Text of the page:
http://www.ncbi.nlm.nih.gov/entrez/query.fcgi?cmd=Retrieve&db=PubMed&list_uids=10643244&dopt=Abstract

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Posted to Co-Cure Sat, 5 Feb 2000 22:21:05 -0500

CFS in two studies of Gulf War Syndrome

Antibodies to Squalene in Gulf War Syndrome.
Authors: Asa PB, Cao Y, Garry RF
Affiliation: Department of Microbiology and Immunology, Tulane Medical School, 1430 Tulane Avenue, New Orleans, Louisiana, 70112
Journal: Experimental Molecular Pathology 2000 Feb;68(1):55-64
NLM citation: PMID: 10640454

The authors studied the correlation between serum antibodies to squalene and the signs and symptoms of GWS. All participants were immunized for service in Desert Shield/Desert Storm during 1990-1991 and included Gulf War-era veterans or military employees, blood donors, and people with lupus, silicone breast implants, and chronic fatigue syndrome. 95% of overtly-ill deployed GWS patients and 100% of overtly ill- non-deployed GWS patients had antibodies to squalene. The other groups were negative to detectable squalene antibodies. [The primary author confirmed with Co-Cure moderators that study participants with CFS were one of the negative control groups.]

http://www.ncbi.nlm.nih.gov/htbin-post/Entrez/query?uid=10640454&form=6&db=m&Dopt=b


Psychiatric diagnoses in Gulf War veterans with fatiguing illness.
Authors: Lange G, Tiersky L, DeLuca J, Peckerman A, Pollet C, Policastro T, Scharer J, Ottenweller JE, Fiedler N, Natelson BH
Affiliation: Center for Environmental Hazards Research, VA Medical Center, East Orange, NJ, USA. E-Mail:
Psychiatry Research (ISSN 0165-1781) 1999 Dec 13;89(1):39-48
NLM citations: PMID: 10643876, UI: 20106670

The authors studied Gulf War veterans who had Gulf War Illness and severe fatigue and who also fulfilled clinical case definitions for Chronic Fatigue Syndrome, Idiopathic Chronic Fatigue, and/or Multiple Chemical Sensitivity. The veterans were assessed for the presence of DSM-III-R Axis I psychiatric disorders. The authors concluded that the presence of such disorders cannot explain symptoms of Gulf War Illness among all Persian Gulf veterans with severe fatiguing illness.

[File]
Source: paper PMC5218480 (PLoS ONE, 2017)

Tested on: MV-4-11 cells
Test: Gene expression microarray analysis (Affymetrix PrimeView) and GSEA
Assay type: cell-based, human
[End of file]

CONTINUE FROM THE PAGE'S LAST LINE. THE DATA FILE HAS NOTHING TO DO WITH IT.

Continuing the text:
http://www.ncbi.nlm.nih.gov/htbin-post/Entrez/query?uid=10643876&form=6&db=m&Dopt=b

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Posted to Co-Cure Wed, 2 Feb 2000 20:49:13 -0500

Hepatitis C as a factor in fibromyalgia

Relation between infection and autoimmunity in mixed cryoglobulinemia.
Authors: Ferri C, Zignego AL
Affiliation: Dipartimento Medicina Interna, Rheumatology Unit, University of Pisa, Italy. E-Mail: c.ferri@int.med.unipi.it
Journal: Current Opinion in Rheumatology (ISSN 1040-8711) 2000 Jan;12(1):53-60
NLM citations: PMID: 10647955, UI: 20112481

The authors discuss fibromyalgia and a variety of other autoimmune-lymphoproliferative diseases which may have hepatitis C virus infection as a causal factor.

http://www.ncbi.nlm.nih.gov/htbin-post/Entrez/query?uid=10647955&form=6&db=m&Dopt=b

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Posted to Co-Cure Fri, 28 Jan 2000 22:19:43 -0500